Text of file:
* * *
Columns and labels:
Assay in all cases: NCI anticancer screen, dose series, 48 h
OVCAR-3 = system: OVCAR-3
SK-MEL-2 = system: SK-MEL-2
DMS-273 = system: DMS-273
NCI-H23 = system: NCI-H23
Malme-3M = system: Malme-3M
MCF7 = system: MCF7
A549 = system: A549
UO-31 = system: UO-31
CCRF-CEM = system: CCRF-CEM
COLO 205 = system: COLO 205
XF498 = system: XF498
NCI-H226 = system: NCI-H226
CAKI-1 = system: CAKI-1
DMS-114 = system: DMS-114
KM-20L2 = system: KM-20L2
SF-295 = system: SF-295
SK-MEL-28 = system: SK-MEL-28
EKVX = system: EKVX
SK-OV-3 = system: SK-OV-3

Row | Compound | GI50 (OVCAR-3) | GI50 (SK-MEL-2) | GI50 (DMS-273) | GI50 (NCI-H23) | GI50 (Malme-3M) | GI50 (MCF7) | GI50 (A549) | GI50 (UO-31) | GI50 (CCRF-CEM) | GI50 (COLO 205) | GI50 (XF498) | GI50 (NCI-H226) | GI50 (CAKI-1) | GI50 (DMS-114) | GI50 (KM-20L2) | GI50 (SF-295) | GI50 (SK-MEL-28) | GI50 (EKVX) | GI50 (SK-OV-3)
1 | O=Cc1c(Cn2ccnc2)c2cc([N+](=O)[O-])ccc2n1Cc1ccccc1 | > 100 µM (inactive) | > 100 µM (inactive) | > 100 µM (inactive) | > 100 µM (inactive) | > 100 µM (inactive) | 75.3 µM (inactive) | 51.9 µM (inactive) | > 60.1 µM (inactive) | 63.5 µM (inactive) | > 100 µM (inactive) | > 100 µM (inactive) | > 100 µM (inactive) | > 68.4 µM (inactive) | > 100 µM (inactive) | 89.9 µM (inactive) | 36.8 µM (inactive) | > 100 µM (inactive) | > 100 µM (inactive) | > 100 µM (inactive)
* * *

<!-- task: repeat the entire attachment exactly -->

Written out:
Columns and labels:
Assay in all cases: NCI anticancer screen, dose series, 48 h
OVCAR-3 = system: OVCAR-3
SK-MEL-2 = system: SK-MEL-2
DMS-273 = system: DMS-273
NCI-H23 = system: NCI-H23
Malme-3M = system: Malme-3M
MCF7 = system: MCF7
A549 = system: A549
UO-31 = system: UO-31
CCRF-CEM = system: CCRF-CEM
COLO 205 = system: COLO 205
XF498 = system: XF498
NCI-H226 = system: NCI-H226
CAKI-1 = system: CAKI-1
DMS-114 = system: DMS-114
KM-20L2 = system: KM-20L2
SF-295 = system: SF-295
SK-MEL-28 = system: SK-MEL-28
EKVX = system: EKVX
SK-OV-3 = system: SK-OV-3

Row | Compound | GI50 (OVCAR-3) | GI50 (SK-MEL-2) | GI50 (DMS-273) | GI50 (NCI-H23) | GI50 (Malme-3M) | GI50 (MCF7) | GI50 (A549) | GI50 (UO-31) | GI50 (CCRF-CEM) | GI50 (COLO 205) | GI50 (XF498) | GI50 (NCI-H226) | GI50 (CAKI-1) | GI50 (DMS-114) | GI50 (KM-20L2) | GI50 (SF-295) | GI50 (SK-MEL-28) | GI50 (EKVX) | GI50 (SK-OV-3)
1 | O=Cc1c(Cn2ccnc2)c2cc([N+](=O)[O-])ccc2n1Cc1ccccc1 | > 100 µM (inactive) | > 100 µM (inactive) | > 100 µM (inactive) | > 100 µM (inactive) | > 100 µM (inactive) | 75.3 µM (inactive) | 51.9 µM (inactive) | > 60.1 µM (inactive) | 63.5 µM (inactive) | > 100 µM (inactive) | > 100 µM (inactive) | > 100 µM (inactive) | > 68.4 µM (inactive) | > 100 µM (inactive) | 89.9 µM (inactive) | 36.8 µM (inactive) | > 100 µM (inactive) | > 100 µM (inactive) | > 100 µM (inactive)